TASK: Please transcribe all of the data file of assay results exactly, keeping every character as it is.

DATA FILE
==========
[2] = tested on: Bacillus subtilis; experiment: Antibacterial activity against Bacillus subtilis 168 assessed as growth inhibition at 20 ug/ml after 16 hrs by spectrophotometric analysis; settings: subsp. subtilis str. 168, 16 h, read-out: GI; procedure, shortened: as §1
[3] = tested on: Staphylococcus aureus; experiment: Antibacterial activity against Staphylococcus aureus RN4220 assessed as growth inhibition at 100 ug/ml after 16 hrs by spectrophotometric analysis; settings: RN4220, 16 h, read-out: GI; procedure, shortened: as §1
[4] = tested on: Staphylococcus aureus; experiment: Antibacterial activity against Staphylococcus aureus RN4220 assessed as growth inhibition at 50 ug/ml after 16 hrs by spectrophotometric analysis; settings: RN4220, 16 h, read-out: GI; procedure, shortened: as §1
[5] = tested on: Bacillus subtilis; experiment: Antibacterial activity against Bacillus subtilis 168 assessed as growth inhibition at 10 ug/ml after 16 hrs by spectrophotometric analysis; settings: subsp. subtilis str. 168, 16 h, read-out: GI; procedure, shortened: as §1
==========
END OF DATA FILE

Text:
[2] = tested on: Bacillus subtilis; experiment: Antibacterial activity against Bacillus subtilis 168 assessed as growth inhibition at 20 ug/ml after 16 hrs by spectrophotometric analysis; settings: subsp. subtilis str. 168, 16 h, read-out: GI; procedure, shortened: as §1
[3] = tested on: Staphylococcus aureus; experiment: Antibacterial activity against Staphylococcus aureus RN4220 assessed as growth inhibition at 100 ug/ml after 16 hrs by spectrophotometric analysis; settings: RN4220, 16 h, read-out: GI; procedure, shortened: as §1
[4] = tested on: Staphylococcus aureus; experiment: Antibacterial activity against Staphylococcus aureus RN4220 assessed as growth inhibition at 50 ug/ml after 16 hrs by spectrophotometric analysis; settings: RN4220, 16 h, read-out: GI; procedure, shortened: as §1
[5] = tested on: Bacillus subtilis; experiment: Antibacterial activity against Bacillus subtilis 168 assessed as growth inhibition at 10 ug/ml after 16 hrs by spectrophotometric analysis; settings: subsp. subtilis str. 168, 16 h, read-out: GI; procedure, shortened: as §1